On September 25, 2012 in the case "Montes, Francisco Baltazar v. Montes S.A.” Division 3 of the National Court of Appeals on Civil and Commercial Federal Matters made some very fine distinctions to rule that in some cases the marks involved could not coexist, while in other cases they could, even though in all cases they shared the same word (“montes”) and belonged to the same class (33).  Specifically, the Court held that the trademarks "MONTES" and "MONTES SELECCIÓN” were confusingly similar with the trademarks "MONTES ALPHA" and "MONTES 2000", all in class 33, while “FRANCISCO MONTES", also in class 33, could coexist with the aforementioned trademarks "MONTES ALPHA" and "MONTES 2000".

The sole abstract similarity between the signs involved (the voice "montes" was included in all the trademarks at stake, and is part of the plaintiff´s name as well as of defendant’s) was held insufficient to bar their coexistence. Instead, what was really important to determine the likelihood of confusion between the signs is the factual possibility that confusion in the consuming public might be provoked.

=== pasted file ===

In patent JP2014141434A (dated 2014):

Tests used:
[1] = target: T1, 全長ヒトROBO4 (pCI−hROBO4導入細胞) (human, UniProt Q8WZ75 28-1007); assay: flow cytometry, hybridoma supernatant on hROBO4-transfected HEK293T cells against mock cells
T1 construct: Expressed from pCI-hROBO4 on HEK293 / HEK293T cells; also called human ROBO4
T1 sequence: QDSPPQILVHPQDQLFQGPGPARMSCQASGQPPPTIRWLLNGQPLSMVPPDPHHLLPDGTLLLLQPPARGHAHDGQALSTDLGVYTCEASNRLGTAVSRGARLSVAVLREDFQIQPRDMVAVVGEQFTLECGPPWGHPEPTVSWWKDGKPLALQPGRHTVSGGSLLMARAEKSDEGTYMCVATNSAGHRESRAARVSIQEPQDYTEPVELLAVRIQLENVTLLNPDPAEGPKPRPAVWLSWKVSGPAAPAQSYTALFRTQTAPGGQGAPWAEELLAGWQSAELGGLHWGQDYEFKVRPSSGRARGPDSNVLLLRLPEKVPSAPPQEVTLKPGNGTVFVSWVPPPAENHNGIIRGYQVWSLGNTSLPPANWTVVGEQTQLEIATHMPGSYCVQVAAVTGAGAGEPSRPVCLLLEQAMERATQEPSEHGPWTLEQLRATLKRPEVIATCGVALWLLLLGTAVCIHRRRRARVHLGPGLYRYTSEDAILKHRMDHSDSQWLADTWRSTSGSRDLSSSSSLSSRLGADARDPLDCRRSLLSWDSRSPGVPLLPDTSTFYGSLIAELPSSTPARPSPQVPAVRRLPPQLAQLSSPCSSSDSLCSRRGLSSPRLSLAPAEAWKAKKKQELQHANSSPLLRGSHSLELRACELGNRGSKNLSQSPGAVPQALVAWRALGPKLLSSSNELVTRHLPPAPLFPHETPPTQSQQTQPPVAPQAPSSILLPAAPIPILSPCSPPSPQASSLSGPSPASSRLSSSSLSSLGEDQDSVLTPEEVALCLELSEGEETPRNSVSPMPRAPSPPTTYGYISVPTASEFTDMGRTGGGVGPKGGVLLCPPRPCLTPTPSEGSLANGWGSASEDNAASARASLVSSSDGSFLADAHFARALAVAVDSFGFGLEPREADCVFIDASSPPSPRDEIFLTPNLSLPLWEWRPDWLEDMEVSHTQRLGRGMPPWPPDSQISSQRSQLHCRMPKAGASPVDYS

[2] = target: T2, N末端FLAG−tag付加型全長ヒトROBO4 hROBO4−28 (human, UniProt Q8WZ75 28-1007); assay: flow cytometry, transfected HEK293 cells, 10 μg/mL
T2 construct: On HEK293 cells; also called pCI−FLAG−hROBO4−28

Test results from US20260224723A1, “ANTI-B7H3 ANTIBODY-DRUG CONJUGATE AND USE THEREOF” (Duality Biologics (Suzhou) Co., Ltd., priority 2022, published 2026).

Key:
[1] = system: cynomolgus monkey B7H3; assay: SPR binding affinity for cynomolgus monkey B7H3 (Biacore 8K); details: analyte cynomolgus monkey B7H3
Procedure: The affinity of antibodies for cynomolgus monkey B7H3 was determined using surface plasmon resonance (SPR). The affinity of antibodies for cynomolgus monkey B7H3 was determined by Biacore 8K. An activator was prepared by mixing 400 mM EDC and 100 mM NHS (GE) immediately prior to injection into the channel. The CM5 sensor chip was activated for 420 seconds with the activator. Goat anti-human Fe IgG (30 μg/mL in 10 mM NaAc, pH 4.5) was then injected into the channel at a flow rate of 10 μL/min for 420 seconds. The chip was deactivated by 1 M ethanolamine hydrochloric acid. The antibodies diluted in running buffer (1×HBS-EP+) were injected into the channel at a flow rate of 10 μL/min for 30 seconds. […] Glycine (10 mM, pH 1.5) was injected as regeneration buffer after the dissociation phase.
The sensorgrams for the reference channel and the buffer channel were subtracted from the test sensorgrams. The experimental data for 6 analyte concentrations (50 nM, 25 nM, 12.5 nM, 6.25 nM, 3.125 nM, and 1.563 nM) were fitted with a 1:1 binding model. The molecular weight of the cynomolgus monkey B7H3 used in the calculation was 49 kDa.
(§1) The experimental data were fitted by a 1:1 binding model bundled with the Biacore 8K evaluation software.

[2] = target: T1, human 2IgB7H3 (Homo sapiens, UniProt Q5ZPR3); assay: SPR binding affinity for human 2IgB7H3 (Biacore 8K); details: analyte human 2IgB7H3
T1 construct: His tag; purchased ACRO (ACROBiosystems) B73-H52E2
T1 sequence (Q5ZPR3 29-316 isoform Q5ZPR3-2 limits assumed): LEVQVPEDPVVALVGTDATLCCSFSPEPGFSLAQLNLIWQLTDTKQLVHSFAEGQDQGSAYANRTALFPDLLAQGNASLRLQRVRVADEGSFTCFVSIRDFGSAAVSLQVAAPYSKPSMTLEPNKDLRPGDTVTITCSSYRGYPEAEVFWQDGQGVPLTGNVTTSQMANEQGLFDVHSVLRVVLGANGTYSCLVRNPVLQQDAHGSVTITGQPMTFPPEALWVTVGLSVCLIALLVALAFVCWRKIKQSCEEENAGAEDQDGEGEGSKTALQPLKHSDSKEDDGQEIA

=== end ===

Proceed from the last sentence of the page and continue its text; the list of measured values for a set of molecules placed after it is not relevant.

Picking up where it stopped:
Thus, taking into account the adjective circumstances of the case, the Court decided that the opposition of the defendant was justified, since both parties work on the processing and commercialization of alcoholic beverages in their own wineries and the trademarks are used to distinguish varieties of wines to be sold in the same market and public, "MONTES" and "MONTES SELECCIÓN" could not coexist with "MONTES ALPHA” and "MONTES 2000", in Class 33.

On the other hand, to decide that the trademark "FRANCISCO MONTES" was registrable and partially admit the complaint, the Court here argued that the bar against against registration could not reach trademarks that consist of the name of the applicant.